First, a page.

‘It became me’: Studies show that revolutionary new brain chips may bend your mind in strange and troubling ways

Story by (Evan Malmgren)

‘It became me’: Studies show that revolutionary new brain chips may bend your mind in strange and troubling ways

Elon Musk wants to put a computer chip in your brain. Well, maybe not in your brain, but in the brain of some human somewhere. 

Musk’s neurotech startup, Neuralink, has been working toward implanting its skull-embedded brain chip in a human since it was founded in 2016. After years of testing on animal subjects, Musk announced in December that the company planned to initiate human trials within six months (though this wasn’t the first time he’d said these trials were on the horizon).

Neuralink has spent over half a decade figuring out how to translate brain signals into digital outputs — imagine being able to move a cursor, send a text message, or type in a word processor with just a thought. While the initial focus is on medical use cases, such as helping paralyzed people communicate, Musk has aspired to take Neuralink’s chips mainstream — to, as he’s said, put a “Fitbit in your skull.”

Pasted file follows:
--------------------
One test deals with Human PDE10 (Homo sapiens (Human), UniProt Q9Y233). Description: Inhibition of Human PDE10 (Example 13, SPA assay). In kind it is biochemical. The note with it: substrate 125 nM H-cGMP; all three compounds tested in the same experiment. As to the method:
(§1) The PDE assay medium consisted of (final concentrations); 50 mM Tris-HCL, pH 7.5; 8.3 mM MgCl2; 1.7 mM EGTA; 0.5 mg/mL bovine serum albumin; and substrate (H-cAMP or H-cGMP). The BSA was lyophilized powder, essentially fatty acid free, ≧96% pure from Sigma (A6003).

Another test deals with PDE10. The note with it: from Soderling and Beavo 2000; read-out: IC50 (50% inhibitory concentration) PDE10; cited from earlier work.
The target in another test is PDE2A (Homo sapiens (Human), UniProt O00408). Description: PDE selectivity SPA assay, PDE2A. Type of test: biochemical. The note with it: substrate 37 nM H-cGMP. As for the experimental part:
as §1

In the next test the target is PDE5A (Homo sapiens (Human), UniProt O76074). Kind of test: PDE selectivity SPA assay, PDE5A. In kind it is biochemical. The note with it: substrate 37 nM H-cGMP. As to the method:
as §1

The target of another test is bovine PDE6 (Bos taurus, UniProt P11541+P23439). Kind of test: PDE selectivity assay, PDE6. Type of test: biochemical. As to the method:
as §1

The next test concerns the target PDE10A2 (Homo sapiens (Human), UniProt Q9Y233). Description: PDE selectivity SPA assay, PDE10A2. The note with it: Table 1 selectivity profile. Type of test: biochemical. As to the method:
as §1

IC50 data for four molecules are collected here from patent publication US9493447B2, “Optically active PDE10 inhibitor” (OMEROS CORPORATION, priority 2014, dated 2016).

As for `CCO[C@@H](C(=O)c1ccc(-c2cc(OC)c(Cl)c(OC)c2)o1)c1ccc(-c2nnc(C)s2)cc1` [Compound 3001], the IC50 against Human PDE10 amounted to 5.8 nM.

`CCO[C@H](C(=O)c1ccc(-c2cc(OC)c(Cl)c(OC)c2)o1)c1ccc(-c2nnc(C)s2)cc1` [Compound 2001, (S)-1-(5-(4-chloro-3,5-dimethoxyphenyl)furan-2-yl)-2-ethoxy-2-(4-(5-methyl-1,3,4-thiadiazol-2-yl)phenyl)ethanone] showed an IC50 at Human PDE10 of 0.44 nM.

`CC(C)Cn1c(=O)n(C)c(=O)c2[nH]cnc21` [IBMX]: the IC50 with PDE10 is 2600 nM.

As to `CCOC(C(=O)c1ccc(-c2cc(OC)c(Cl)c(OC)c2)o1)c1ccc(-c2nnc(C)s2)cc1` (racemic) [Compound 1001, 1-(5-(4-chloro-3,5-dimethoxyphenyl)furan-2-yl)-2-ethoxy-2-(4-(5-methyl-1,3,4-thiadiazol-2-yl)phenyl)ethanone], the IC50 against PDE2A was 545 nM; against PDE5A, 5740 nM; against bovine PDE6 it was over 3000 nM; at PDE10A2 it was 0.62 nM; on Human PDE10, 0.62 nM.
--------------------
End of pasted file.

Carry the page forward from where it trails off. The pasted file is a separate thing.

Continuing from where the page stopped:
Musk’s company is far from the only group working on brain-computer interfaces, or systems to facilitate direct communication between human brains and external computers. Other researchers have been looking into using BCIs to restore lost senses and control prosthetic limbs, among other applications. While these technologies are still in their infancy, they’ve been around long enough for researchers to increasingly get a sense of how neural implants interact with our minds. As Anna Wexler, an assistant professor of philosophy in the Department of Medical Ethics and Health Policy at the University of Pennsylvania, put it: “Of course it causes changes. The question is what kinds of changes does it cause, and how much do those changes matter?”

Intervening in the delicate operation of a human brain is a sticky business, and the effects are not always desirable or intended. People using BCIs can feel a profound sense of dependency on the devices, or as though their sense of self has been altered. Before we reach the point where people are lining up to get a smartphone implanted in their brain, it’s important to grapple with their dangers and unique ethical pitfalls.